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Once Upon a Deadpool

Not just a heavily redacted version of the film that will be playing around the clock on basic cable in a couple of years.

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Spider-Man: Into the Spider-Verse

Directors Bob Persichetti, Peter Ramsey, and Rodney Rothman have breathed thrilling new life into the comic book movie. The way they play with tone, form…

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Schindler's List

This was published on June 24th, 2001, and we are republishing it in honor of the film's 25th anniversary rerelease."Schindler's List" is described as a…

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Shue finds outlet for her darker dide

Elisabeth Shue played the girlfriend of "The Karate Kid." And the girlfriend who got marooned in time in the second and third "Back to the Future." And the baby-sitter in "Adventures in Babysitting." And Tom Cruise's girlfriend in "Cocktail" (Leonard Maltin wrote: "Shue is cute, but that can't redeem the junior-high-school-level dramatics.") Nothing in her 10-year career to date would even remotely suggest her for the role of a Las Vegas hooker who falls in love with a man who has come to town to drink himself to death.

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Star Power and Small Gems Get Equal Time at Festival

In the autumn march of film festivals, Chicago's comes after Montreal, Telluride and Venice, and is held at about the same time as New York. All of these festivals are essentially fishing in the same pond, so the remarkable thing about the 31st annual Chicago event is how many new or unfamiliar titles have been discovered.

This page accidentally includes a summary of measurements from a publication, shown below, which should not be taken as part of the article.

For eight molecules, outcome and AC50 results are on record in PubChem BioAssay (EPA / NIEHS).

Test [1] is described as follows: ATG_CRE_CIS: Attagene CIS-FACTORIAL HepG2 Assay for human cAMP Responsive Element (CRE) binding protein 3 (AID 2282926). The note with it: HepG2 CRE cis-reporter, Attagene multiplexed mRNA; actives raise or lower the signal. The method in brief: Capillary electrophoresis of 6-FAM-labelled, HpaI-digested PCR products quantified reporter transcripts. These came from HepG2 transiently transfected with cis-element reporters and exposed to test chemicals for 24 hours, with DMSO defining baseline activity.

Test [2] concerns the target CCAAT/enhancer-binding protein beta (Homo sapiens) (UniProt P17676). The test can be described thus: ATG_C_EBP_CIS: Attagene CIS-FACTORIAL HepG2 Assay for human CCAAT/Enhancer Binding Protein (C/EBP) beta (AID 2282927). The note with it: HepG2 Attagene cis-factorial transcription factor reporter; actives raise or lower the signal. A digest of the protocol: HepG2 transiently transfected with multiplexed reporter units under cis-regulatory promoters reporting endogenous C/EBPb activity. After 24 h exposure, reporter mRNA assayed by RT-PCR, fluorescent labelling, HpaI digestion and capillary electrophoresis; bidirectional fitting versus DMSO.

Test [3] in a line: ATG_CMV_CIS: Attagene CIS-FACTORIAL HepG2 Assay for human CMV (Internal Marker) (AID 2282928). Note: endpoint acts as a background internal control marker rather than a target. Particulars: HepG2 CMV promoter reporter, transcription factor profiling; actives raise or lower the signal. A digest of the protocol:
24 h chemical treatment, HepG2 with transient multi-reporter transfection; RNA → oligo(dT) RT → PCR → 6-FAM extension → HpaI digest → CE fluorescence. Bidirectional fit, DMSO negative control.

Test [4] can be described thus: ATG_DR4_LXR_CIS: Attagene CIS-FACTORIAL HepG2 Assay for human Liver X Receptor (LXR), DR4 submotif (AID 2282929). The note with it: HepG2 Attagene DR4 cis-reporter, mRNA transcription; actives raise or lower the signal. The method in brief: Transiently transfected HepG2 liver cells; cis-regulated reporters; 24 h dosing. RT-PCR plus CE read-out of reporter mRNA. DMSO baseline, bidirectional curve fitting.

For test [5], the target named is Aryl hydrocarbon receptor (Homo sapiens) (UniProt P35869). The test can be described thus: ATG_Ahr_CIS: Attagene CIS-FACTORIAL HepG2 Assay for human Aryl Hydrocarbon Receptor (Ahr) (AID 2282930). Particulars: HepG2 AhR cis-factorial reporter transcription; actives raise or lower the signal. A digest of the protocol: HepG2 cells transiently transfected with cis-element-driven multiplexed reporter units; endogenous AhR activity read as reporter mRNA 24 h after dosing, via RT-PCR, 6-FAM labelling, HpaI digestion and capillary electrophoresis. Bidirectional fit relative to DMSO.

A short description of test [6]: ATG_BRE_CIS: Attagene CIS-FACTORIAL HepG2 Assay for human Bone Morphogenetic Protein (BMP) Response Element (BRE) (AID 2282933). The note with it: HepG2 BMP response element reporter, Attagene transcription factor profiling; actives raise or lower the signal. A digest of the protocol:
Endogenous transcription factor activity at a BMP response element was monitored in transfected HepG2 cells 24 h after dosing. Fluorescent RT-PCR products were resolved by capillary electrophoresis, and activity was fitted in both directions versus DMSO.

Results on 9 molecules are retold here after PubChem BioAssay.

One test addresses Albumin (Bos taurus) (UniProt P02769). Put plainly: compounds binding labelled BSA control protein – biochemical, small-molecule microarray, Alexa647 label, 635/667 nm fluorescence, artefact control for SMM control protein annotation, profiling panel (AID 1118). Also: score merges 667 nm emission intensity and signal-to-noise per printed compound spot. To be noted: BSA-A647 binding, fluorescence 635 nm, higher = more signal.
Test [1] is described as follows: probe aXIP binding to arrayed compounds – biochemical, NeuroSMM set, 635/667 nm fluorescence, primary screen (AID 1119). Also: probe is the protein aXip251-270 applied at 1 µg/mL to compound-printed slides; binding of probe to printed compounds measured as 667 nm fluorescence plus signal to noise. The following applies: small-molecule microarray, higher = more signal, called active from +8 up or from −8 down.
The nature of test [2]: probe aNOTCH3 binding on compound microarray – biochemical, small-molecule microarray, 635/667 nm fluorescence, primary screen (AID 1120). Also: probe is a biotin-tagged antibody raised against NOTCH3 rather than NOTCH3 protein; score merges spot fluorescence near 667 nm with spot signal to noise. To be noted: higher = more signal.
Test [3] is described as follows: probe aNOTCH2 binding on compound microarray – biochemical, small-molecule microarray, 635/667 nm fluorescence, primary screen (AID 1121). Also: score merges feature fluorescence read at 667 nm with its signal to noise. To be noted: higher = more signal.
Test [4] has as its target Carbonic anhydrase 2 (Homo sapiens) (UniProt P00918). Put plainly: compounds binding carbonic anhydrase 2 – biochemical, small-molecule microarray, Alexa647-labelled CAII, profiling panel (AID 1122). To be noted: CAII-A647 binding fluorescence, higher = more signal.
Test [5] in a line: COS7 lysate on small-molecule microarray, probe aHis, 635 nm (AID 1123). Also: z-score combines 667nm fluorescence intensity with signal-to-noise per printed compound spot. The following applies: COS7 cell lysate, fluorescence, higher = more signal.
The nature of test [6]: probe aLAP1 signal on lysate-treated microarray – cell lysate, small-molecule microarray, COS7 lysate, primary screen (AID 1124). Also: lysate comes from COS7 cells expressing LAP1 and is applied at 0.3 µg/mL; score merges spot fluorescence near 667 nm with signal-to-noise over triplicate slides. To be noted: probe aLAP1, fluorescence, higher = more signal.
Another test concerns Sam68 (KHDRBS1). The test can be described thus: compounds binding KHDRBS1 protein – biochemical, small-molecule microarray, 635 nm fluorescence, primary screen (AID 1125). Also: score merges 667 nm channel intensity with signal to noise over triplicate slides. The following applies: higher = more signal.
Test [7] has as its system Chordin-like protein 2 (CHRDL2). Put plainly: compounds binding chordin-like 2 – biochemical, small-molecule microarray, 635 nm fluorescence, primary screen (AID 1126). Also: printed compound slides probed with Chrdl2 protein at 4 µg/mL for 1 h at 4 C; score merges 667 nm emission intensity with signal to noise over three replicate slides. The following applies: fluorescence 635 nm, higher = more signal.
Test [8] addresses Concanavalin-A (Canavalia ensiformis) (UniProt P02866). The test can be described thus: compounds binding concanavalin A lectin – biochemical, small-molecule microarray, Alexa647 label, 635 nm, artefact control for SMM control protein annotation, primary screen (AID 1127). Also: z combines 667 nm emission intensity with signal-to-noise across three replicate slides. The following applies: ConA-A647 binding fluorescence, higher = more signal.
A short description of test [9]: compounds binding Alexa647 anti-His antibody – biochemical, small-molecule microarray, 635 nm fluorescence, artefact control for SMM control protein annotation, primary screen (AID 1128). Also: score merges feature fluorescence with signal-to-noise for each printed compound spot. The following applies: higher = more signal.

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Fiorentino Finds Good Ways to Be Bad

`I have this terminal condition called bitchiness, right?" Linda Fiorentino smiled, and tossed her hair back from her forehead. Straight, black hair, framing dark eyes that level with you. Just the way she looked in "The Last Seduction," and just the way she looks in "Jade."

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Mel's expensive adventure

Outside the Paramount hotel suite in Chicago last weekend, there was a big poster of Mel Gibson starring in "Braveheart." Someone had added a mustache and goatee to Gibson's face, and drawn an arrow going through his head.

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Gregory Nava: Living in el Norte

Why don't we ever see Latino families in the movies? All the other American ethnic groups have given us movies about their march through the generations, but Latinos, until now, have been represented mostly by crime movies and comedies, neither presenting their culture in an especially positive light. A Chicano I know went to see "American Me," a film by Edward James Olmos that is brave and powerful but unremitting in its portrait of a man destroyed by prison, and came out saying, "If I wasn't Chicano, this movie wouldn't have made me want to know any."

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